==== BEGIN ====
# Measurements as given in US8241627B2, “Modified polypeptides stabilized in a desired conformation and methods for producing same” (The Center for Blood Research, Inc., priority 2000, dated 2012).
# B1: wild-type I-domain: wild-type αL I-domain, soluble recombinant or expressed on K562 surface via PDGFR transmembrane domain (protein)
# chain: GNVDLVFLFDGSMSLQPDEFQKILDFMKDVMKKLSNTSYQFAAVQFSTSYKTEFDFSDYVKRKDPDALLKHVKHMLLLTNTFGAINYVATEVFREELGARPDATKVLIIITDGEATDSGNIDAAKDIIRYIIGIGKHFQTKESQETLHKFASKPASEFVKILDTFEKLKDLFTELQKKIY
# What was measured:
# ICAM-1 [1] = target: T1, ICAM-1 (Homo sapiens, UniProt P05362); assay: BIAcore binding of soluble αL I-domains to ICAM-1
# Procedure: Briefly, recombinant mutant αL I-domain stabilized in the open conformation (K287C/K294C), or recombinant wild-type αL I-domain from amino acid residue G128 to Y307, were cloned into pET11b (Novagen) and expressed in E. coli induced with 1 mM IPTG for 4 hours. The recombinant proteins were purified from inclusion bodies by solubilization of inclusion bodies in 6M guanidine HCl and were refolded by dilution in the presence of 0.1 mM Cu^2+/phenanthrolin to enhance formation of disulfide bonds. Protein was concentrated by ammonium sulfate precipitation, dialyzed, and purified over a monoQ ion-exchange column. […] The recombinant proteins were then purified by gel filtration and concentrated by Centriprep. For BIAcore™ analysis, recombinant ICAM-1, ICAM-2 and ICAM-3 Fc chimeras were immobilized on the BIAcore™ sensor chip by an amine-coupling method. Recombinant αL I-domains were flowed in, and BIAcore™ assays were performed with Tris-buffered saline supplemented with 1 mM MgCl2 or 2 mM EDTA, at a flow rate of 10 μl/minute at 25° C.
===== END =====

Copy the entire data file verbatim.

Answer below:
# Measurements as given in US8241627B2, “Modified polypeptides stabilized in a desired conformation and methods for producing same” (The Center for Blood Research, Inc., priority 2000, dated 2012).
# B1: wild-type I-domain: wild-type αL I-domain, soluble recombinant or expressed on K562 surface via PDGFR transmembrane domain (protein)
# chain: GNVDLVFLFDGSMSLQPDEFQKILDFMKDVMKKLSNTSYQFAAVQFSTSYKTEFDFSDYVKRKDPDALLKHVKHMLLLTNTFGAINYVATEVFREELGARPDATKVLIIITDGEATDSGNIDAAKDIIRYIIGIGKHFQTKESQETLHKFASKPASEFVKILDTFEKLKDLFTELQKKIY
# What was measured:
# ICAM-1 [1] = target: T1, ICAM-1 (Homo sapiens, UniProt P05362); assay: BIAcore binding of soluble αL I-domains to ICAM-1
# Procedure: Briefly, recombinant mutant αL I-domain stabilized in the open conformation (K287C/K294C), or recombinant wild-type αL I-domain from amino acid residue G128 to Y307, were cloned into pET11b (Novagen) and expressed in E. coli induced with 1 mM IPTG for 4 hours. The recombinant proteins were purified from inclusion bodies by solubilization of inclusion bodies in 6M guanidine HCl and were refolded by dilution in the presence of 0.1 mM Cu^2+/phenanthrolin to enhance formation of disulfide bonds. Protein was concentrated by ammonium sulfate precipitation, dialyzed, and purified over a monoQ ion-exchange column. […] The recombinant proteins were then purified by gel filtration and concentrated by Centriprep. For BIAcore™ analysis, recombinant ICAM-1, ICAM-2 and ICAM-3 Fc chimeras were immobilized on the BIAcore™ sensor chip by an amine-coupling method. Recombinant αL I-domains were flowed in, and BIAcore™ assays were performed with Tris-buffered saline supplemented with 1 mM MgCl2 or 2 mM EDTA, at a flow rate of 10 μl/minute at 25° C.